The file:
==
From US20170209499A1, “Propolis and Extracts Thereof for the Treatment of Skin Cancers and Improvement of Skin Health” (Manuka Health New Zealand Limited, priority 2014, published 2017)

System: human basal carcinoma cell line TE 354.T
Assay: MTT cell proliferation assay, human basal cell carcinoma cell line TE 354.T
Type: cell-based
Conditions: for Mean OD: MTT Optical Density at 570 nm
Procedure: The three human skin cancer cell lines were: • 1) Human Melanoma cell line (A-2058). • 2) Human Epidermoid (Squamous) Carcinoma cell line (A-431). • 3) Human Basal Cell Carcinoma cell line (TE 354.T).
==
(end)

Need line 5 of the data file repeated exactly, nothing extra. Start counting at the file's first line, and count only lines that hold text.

Conditions: for Mean OD: MTT Optical Density at 570 nm